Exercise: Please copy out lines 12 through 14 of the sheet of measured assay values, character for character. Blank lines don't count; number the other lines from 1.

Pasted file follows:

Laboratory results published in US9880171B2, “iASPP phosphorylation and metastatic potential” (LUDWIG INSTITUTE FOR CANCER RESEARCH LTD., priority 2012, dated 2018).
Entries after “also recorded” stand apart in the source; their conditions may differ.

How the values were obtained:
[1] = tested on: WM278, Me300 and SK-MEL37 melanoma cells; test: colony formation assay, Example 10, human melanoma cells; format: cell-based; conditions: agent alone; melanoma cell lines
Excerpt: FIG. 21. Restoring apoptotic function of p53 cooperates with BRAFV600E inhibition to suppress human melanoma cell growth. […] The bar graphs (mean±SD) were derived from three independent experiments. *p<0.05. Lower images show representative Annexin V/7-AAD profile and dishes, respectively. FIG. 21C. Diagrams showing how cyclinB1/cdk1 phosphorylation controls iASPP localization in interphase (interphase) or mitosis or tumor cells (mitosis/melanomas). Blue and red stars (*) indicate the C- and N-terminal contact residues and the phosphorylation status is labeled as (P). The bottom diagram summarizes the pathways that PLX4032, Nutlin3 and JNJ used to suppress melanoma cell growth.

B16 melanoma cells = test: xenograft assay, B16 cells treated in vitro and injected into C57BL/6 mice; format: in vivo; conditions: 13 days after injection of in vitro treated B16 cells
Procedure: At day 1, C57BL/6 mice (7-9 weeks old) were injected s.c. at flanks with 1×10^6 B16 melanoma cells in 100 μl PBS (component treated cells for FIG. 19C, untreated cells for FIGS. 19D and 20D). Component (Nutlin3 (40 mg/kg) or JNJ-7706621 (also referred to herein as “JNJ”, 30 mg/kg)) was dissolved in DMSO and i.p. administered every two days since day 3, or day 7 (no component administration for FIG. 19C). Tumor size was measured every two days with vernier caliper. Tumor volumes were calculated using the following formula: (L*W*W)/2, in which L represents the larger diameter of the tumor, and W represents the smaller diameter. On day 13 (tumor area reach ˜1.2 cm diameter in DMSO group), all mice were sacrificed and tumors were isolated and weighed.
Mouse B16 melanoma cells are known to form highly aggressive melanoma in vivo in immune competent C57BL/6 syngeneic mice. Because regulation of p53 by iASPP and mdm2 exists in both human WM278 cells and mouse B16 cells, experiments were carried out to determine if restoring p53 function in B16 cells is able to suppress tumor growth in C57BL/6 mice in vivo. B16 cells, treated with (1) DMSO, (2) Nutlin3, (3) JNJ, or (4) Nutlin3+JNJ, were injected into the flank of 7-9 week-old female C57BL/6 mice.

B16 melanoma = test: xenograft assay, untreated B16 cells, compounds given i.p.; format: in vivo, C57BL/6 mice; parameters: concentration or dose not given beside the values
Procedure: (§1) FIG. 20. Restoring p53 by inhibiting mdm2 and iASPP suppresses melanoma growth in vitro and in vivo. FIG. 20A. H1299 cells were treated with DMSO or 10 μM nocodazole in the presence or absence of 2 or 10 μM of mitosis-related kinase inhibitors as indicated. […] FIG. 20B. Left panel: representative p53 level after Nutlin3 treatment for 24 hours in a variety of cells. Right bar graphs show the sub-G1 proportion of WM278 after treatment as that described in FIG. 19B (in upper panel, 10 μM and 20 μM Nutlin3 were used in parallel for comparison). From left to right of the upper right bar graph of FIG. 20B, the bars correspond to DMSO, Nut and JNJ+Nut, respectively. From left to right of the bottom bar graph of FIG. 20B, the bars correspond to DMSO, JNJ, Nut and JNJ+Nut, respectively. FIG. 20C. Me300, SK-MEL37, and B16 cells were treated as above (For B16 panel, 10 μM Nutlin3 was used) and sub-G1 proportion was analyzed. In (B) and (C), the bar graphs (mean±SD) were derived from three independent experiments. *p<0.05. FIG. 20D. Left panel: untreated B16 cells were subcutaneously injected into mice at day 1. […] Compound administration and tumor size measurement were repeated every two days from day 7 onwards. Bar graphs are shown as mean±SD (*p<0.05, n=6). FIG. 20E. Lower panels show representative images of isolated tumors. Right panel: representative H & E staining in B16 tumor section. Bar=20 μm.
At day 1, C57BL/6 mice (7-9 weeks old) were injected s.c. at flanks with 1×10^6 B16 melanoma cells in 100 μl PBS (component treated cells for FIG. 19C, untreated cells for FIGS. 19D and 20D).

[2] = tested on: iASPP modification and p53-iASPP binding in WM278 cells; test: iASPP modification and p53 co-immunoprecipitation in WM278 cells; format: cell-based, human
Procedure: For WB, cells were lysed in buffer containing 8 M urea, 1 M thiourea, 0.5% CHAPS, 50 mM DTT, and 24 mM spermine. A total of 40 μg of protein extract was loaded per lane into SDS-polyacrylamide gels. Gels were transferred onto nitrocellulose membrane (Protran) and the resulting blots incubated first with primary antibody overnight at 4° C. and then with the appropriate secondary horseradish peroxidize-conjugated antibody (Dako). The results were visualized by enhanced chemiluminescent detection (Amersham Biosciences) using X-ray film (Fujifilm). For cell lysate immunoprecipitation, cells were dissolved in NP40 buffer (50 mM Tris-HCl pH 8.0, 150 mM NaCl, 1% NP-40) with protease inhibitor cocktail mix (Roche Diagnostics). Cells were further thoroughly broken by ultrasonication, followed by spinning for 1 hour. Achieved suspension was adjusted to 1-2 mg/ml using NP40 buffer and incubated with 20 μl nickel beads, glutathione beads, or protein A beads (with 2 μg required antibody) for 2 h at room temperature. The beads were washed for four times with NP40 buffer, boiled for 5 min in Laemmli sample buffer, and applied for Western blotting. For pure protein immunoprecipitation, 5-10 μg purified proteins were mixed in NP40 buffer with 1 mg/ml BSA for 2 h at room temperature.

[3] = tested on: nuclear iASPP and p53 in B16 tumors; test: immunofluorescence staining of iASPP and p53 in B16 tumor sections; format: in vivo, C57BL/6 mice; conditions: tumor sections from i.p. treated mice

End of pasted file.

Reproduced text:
[2] = tested on: iASPP modification and p53-iASPP binding in WM278 cells; test: iASPP modification and p53 co-immunoprecipitation in WM278 cells; format: cell-based, human
Procedure: For WB, cells were lysed in buffer containing 8 M urea, 1 M thiourea, 0.5% CHAPS, 50 mM DTT, and 24 mM spermine. A total of 40 μg of protein extract was loaded per lane into SDS-polyacrylamide gels. Gels were transferred onto nitrocellulose membrane (Protran) and the resulting blots incubated first with primary antibody overnight at 4° C. and then with the appropriate secondary horseradish peroxidize-conjugated antibody (Dako). The results were visualized by enhanced chemiluminescent detection (Amersham Biosciences) using X-ray film (Fujifilm). For cell lysate immunoprecipitation, cells were dissolved in NP40 buffer (50 mM Tris-HCl pH 8.0, 150 mM NaCl, 1% NP-40) with protease inhibitor cocktail mix (Roche Diagnostics). Cells were further thoroughly broken by ultrasonication, followed by spinning for 1 hour. Achieved suspension was adjusted to 1-2 mg/ml using NP40 buffer and incubated with 20 μl nickel beads, glutathione beads, or protein A beads (with 2 μg required antibody) for 2 h at room temperature. The beads were washed for four times with NP40 buffer, boiled for 5 min in Laemmli sample buffer, and applied for Western blotting. For pure protein immunoprecipitation, 5-10 μg purified proteins were mixed in NP40 buffer with 1 mg/ml BSA for 2 h at room temperature.

[3] = tested on: nuclear iASPP and p53 in B16 tumors; test: immunofluorescence staining of iASPP and p53 in B16 tumor sections; format: in vivo, C57BL/6 mice; conditions: tumor sections from i.p. treated mice